Perhaps the most important debate in America is about debate itself.
The Biden administration made it clear recently that it wants social media companies to censor some content — and users — it finds objectionable. This isn’t an abstract goal. White House officials are monitoring social media and telling companies what it wants removed and amplified.
“Within the surgeon general’s office, we’re flagging posts for Facebook that spread disinformation,” Biden press secretary Jen Psaki said recently. She laid out a series of demands the White House has for private social media companies, including removing certain posts and promoting others.
Psaki wasn’t finished.
“You shouldn’t be banned from one platform and not others if you — for providing misinformation,” she said.
It wouldn’t be surprising to hear these sentiments coming from Vladimir Putin or Xi Jinping. Totalitarian regimes aren’t interested in debate. They maintain power in part by limiting their opponents’ ability to speak.
It is surprising to hear these sentiments coming from the White House. Since the country’s founding, America has had vigorous — and even nasty — discussions and disagreements.
But there is much less agreement today about the process of public discourse. In a formal debate, each side presents its best arguments, and a judge selects a winner. The real-world version of this is much more freewheeling. Defenders of the marketplace of ideas contend vigorous debate is the best way to determine the best ideas, given that all humans are fallible.
There are other — more devious — ways to win a debate. One way is to prevent the other side from speaking. Censorship allows you to win by default. That’s what Biden wants to do. You may agree with Biden’s objections to certain information. But it’s an entirely different thing to agree with the White House’s desire to silence those voices. Laundering this authoritarian desire through private companies doesn’t make it more palatable either.
Biden claims his actions are necessary to prevent the spread of misinformation. But determining what is and isn’t misinformation is often a subjective judgment call. Sometimes misinformation is a label applied to true statements presented in a way someone objects to. In other cases, what was once deemed misinformation becomes widely accepted. One recent example is the possibility that the coronavirus escaped from a Chinese lab.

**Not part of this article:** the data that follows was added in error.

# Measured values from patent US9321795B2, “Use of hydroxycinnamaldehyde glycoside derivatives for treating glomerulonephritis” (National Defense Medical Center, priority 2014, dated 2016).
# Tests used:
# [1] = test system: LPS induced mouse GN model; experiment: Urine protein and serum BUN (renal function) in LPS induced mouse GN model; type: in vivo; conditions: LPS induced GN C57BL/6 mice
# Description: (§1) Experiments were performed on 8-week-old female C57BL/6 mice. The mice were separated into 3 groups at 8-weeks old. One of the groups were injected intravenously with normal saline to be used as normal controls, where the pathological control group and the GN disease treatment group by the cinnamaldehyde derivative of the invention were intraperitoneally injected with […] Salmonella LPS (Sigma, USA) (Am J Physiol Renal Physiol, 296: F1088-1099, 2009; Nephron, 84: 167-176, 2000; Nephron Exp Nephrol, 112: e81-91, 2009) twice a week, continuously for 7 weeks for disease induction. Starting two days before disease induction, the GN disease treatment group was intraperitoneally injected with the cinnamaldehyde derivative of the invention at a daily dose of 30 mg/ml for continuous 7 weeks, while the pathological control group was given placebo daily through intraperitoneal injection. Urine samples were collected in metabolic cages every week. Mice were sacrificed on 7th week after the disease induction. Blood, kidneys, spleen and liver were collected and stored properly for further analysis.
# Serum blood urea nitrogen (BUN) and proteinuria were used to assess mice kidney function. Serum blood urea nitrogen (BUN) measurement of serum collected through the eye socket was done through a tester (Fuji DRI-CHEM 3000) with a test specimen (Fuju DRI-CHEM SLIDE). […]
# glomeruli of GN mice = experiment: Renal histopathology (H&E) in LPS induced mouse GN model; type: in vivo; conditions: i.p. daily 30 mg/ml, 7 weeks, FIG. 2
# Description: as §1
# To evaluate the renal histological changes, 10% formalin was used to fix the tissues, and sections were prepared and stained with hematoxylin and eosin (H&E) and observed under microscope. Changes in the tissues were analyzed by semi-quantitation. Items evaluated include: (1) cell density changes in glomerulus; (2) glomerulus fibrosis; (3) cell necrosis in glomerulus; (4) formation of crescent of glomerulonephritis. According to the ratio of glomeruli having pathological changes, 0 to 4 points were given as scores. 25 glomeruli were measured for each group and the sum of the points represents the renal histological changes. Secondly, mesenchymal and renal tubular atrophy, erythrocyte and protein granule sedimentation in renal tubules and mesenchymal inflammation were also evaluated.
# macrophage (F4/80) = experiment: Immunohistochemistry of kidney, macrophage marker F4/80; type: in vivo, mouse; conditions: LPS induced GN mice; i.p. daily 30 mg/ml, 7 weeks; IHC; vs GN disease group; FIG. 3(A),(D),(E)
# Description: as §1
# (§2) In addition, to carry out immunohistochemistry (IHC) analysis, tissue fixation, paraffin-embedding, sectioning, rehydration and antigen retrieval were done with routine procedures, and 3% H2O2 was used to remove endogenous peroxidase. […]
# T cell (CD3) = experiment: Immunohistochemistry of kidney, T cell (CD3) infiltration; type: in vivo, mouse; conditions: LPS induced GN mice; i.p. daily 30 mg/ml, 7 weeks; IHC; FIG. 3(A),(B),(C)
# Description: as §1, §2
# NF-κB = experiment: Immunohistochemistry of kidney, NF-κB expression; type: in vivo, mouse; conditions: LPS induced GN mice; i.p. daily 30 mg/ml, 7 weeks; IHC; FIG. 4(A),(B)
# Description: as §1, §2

It’s unclear how bipartisan the opposition to censorship is today. On Thursday, Sen. Amy Klobuchar, D-Minn., introduced a bill that would allow social media platforms to be sued if they amplified “health misinformation” during a public health emergency. The secretary of Health and Human Services would determine what qualifies.
See the difference here? Republicans are upset at Facebook and other social media companies for censoring too much. Some Democrats are upset at Facebook for not censoring enough.
Another way to win a debate without winning an argument is to label your opponent’s speech as violence. That sounds absurd in the abstract, but it happens regularly.
For instance, the American Booksellers Association sends boxes of books to its members. It’s a way for publishers to promote upcoming releases. A recent box included “Irreversible Damage” by Abigail Shrier, which questions the transgender orthodoxy. After complaints on Twitter, the group apologized, calling the book’s inclusion a “violent incident.”
Think about this. A group representing booksellers equated the mere presence of a book with an act of physical harm. Among many college students that’s a mainstream view.
The acceptance of this idea makes debating hot-button topics impossible. After all, if someone commits an actual act of violence against you, you’d be justified in calling the police or punching him in self-defense.
Cancel culture is a bit of a catch-all term, but it’s another example of the debate over who can say what.
There are many important policy discussions going on right now. But don’t miss the larger picture. Who wins the debate over how we can debate will have long-lasting implications.
Victor Joecks’ column appears in the Opinion section each Sunday, Wednesday and Friday. Contact him at email@example.com or 702-383-4698. Follow @victorjoecks on Twitter.